A design concept for Pier55, showing the pier viewed from the south. A small stage — one of three performance areas — is planned for the pier’s south side.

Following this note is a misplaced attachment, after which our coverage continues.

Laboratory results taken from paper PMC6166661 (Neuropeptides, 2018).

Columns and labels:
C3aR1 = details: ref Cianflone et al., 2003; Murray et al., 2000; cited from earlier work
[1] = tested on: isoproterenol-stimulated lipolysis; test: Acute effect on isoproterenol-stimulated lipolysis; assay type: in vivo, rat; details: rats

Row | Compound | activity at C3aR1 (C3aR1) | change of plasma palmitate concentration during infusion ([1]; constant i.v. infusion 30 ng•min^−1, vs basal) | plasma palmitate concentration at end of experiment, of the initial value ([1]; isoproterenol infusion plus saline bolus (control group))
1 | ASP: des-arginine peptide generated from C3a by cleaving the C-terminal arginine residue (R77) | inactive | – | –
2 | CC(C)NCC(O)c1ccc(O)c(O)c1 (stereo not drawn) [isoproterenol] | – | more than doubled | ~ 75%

to buying $100 million worth of development rights from Pier 40, at West Houston St., for its planned mixed-use mega-project at the St. John’s Center site. After the M.O.U. came to light — as well as the fact that a ULURP was not planned — the outcry from local politicians resulted in a commitment from Cuomo that there will at least be a ULURP for this process. All that said...getting back to Pier55 — as the assemblymember noted, when major donors give this supersized sort of money for a project, they tend to control the design tightly, because they “don’t want to deal with the messy public process.” And, in a period when government funding for the park has declined sharply, the Trust says it needs this kind of big philanthropy. After all, 30 percent of the park still remains to be built. Then again, the sale of development rights will be a financial windfall for the park. Nevertheless, many neighbors and park activists will cry that there has been zero public review of this project so far — even as Pier55 was being cooked up clandestinely and designed for the past two years. Glick has also expressed concern about the idea of a nonprofit — “a private interest,” as she called it — controlling public space in Hudson River Park.